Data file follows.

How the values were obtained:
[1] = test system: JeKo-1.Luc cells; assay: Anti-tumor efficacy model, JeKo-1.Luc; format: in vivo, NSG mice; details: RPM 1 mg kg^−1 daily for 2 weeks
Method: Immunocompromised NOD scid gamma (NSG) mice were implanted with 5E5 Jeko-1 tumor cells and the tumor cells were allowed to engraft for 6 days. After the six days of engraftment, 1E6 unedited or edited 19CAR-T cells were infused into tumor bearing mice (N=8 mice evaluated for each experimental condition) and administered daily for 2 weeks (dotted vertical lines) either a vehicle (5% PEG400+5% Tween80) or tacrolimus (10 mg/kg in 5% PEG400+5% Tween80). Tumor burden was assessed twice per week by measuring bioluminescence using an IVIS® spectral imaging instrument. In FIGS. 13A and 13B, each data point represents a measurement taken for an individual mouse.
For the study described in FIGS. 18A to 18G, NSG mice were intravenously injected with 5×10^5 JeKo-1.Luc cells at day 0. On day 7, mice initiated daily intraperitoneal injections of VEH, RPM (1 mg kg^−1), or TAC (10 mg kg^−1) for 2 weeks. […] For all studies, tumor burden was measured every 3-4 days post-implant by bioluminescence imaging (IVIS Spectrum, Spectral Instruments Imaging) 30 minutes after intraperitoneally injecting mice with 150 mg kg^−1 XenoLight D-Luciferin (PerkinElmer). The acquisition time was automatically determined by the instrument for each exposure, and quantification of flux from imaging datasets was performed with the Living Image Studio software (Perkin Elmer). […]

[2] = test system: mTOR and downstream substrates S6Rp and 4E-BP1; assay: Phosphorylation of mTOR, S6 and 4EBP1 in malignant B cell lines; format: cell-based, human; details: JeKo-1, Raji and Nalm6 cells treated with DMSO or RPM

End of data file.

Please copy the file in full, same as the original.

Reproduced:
How the values were obtained:
[1] = test system: JeKo-1.Luc cells; assay: Anti-tumor efficacy model, JeKo-1.Luc; format: in vivo, NSG mice; details: RPM 1 mg kg^−1 daily for 2 weeks
Method: Immunocompromised NOD scid gamma (NSG) mice were implanted with 5E5 Jeko-1 tumor cells and the tumor cells were allowed to engraft for 6 days. After the six days of engraftment, 1E6 unedited or edited 19CAR-T cells were infused into tumor bearing mice (N=8 mice evaluated for each experimental condition) and administered daily for 2 weeks (dotted vertical lines) either a vehicle (5% PEG400+5% Tween80) or tacrolimus (10 mg/kg in 5% PEG400+5% Tween80). Tumor burden was assessed twice per week by measuring bioluminescence using an IVIS® spectral imaging instrument. In FIGS. 13A and 13B, each data point represents a measurement taken for an individual mouse.
For the study described in FIGS. 18A to 18G, NSG mice were intravenously injected with 5×10^5 JeKo-1.Luc cells at day 0. On day 7, mice initiated daily intraperitoneal injections of VEH, RPM (1 mg kg^−1), or TAC (10 mg kg^−1) for 2 weeks. […] For all studies, tumor burden was measured every 3-4 days post-implant by bioluminescence imaging (IVIS Spectrum, Spectral Instruments Imaging) 30 minutes after intraperitoneally injecting mice with 150 mg kg^−1 XenoLight D-Luciferin (PerkinElmer). The acquisition time was automatically determined by the instrument for each exposure, and quantification of flux from imaging datasets was performed with the Living Image Studio software (Perkin Elmer). […]

[2] = test system: mTOR and downstream substrates S6Rp and 4E-BP1; assay: Phosphorylation of mTOR, S6 and 4EBP1 in malignant B cell lines; format: cell-based, human; details: JeKo-1, Raji and Nalm6 cells treated with DMSO or RPM